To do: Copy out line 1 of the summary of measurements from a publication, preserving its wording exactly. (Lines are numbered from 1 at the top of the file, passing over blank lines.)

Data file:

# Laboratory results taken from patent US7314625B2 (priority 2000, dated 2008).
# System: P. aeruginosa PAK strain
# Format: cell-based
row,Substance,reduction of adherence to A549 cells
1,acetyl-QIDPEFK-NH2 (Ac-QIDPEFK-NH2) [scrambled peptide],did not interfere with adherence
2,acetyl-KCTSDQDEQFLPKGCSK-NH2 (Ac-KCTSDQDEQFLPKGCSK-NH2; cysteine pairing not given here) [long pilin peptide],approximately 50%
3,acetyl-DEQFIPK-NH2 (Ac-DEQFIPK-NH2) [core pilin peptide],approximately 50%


# Laboratory results taken from patent US7314625B2 (priority 2000, dated 2008).